Thunder's Brooks meets mentor Karl in playoffs
As he walked down a hallway in the Oklahoma City Arena, Thunder coach Scott Brooks came across Denver's George Karl seated and giving pregame interviews to a group of reporters.
He couldn't help but give his mentor trouble.
''You're sitting down? What's going on here?'' asked Brooks, who always stands up for his pregame session.
''You're allowed,'' Karl responded. ''After you win 1,000 games, you're allowed to sit down.''
''I'll be standing up for a while,'' said Brooks, just finishing up his second full season as an NBA coach.
If not for Karl giving Brooks a chance to grow as an assistant, who knows if the two friends would be coaching against each other when the Nuggets and Thunder start their first-round playoff series Sunday in Oklahoma City?
Brooks was halfway through his second season as an NBA assistant when Karl was hired in January 2005 to take over the Nuggets. It didn't take long for Karl to recognize Brooks' skills and aspirations.
The two would have different clashes than others on the Denver staff, and Karl sensed Brooks wanted to be the one ''to pull the trigger.''
''From very early in my relationship, I knew Scotty wanted to be a head coach and he had the personality of a head coach,'' Karl said. ''Assistant coaches, some assistants want to be assistants. Some assistants want to be head coaches.
''Scotty definitely wanted to be a head coach.''
So, Karl let Brooks give it a try - to a certain extent. Instead of requiring him to keep stats on how many passes were deflected and how many shots were challenged, Karl offered Brooks the chance to look at the game as though he was the head coach.
''He did also say that I don't want to hear about it every timeout either,'' Brooks said after the Thunder's practice Friday. ''Keep them to yourself, keep your suggestions to yourself, but look at the game as if you're coaching it. You would call a timeout, you would call this play, you would do this defensive scheme. That gave me an opportunity to really focus on taking advantage of those 48 minutes. When you're an assistant, you have other things that you have to worry about.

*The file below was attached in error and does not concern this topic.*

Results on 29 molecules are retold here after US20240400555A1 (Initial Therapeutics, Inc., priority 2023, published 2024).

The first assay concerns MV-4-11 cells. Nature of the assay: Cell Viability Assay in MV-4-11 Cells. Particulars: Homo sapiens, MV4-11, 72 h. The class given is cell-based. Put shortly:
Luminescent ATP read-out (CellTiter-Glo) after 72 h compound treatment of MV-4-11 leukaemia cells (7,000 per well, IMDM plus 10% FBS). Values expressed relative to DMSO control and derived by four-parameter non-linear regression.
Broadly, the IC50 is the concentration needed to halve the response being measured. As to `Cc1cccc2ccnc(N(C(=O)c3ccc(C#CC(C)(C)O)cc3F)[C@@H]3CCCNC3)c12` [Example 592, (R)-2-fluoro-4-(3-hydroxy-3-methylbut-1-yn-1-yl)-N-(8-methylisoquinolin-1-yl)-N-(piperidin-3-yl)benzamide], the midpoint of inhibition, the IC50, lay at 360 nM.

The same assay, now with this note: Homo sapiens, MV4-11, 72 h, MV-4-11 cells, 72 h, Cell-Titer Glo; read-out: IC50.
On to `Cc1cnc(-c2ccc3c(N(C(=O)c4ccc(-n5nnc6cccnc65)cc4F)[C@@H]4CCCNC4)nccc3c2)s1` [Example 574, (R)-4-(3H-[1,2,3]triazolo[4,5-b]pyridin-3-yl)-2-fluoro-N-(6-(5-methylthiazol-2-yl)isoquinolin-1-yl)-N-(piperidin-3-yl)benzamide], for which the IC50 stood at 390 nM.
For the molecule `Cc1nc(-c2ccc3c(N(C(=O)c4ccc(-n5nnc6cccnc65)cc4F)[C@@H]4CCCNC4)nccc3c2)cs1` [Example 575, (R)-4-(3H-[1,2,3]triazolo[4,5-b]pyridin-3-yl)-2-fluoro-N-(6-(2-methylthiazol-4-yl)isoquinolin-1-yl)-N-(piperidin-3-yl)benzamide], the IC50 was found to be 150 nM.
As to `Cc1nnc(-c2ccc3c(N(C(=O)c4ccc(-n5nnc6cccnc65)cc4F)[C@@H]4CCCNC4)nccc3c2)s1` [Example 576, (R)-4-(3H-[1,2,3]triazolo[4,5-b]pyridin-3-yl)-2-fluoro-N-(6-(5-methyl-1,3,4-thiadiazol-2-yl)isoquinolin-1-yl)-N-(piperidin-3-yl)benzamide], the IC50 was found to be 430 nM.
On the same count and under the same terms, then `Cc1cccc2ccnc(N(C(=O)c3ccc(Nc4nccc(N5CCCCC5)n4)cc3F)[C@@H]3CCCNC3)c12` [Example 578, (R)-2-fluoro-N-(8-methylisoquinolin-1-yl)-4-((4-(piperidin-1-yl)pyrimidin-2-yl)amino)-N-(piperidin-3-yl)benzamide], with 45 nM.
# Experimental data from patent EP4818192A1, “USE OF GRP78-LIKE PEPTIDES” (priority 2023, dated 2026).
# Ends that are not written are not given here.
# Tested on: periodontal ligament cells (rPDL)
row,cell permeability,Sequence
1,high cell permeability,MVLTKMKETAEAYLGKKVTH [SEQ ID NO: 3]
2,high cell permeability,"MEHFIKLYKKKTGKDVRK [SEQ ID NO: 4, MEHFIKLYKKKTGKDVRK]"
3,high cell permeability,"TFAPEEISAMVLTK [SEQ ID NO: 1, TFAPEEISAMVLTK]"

''He gave me freedom just to look at the game through a head coach's eyes, even though I didn't have the stress and the pressure he had at the time.''
Brooks also got his first chance to take the reins in the NBA because of Karl. He filled in as Denver's coach when Karl served a pair of two-game suspensions during the 2005-06 season, their only full season together.
Brooks left Karl's staff after only 1 1/2 seasons to take a job as Eric Musselman's top assistant in Sacramento. He saw it as an opportunity to grow as a coach and to be close to his family in central California.
Karl has let him know many times that he didn't approve.
''That was not my favorite decision of my career in Denver, but I understood,'' Karl said. ''He's turned out to be, he's got to be one of the top young coaches in the NBA today.''
Brooks took with him an appreciation of how Karl handled fighting prostate cancer while still coaching the Nuggets - he's since dealt with a second cancer diagnosis and his son also beating lymph node cancer - and how his boss could coach different styles of basketball and had an obvious love of being in the gym for practices, shootarounds and games.
''He has a love for the game and a love for his son, for his family,'' Brooks said. ''He put himself a distant third.''
After just one year in Sacramento, Brooks interviewed for Seattle's vacant head coaching position. He didn't get it, but landed on the staff and put himself in the mix to replace P.J. Carlesimo when he got fired soon after the team moved to Oklahoma City.
Brooks guided the Thunder to a 27-win improvement last season and won coach of the year. This season, they beat Denver for their first Northwest Division title since the relocation and the No. 4 seed in the Western Conference playoffs.
''Right now, I don't like Scotty,'' Karl said. ''Scotty and (Thunder assistant) Rex (Kalamian) are really good coaches that we had here. My first couple years here, they were kind of like family. They helped me through that first year and came back and had a good second year. It was fun.
''I hope somewhere along the way, our interaction will help us and not them.''
AP Sports Writer Arnie Stapleton in Denver contributed to this report.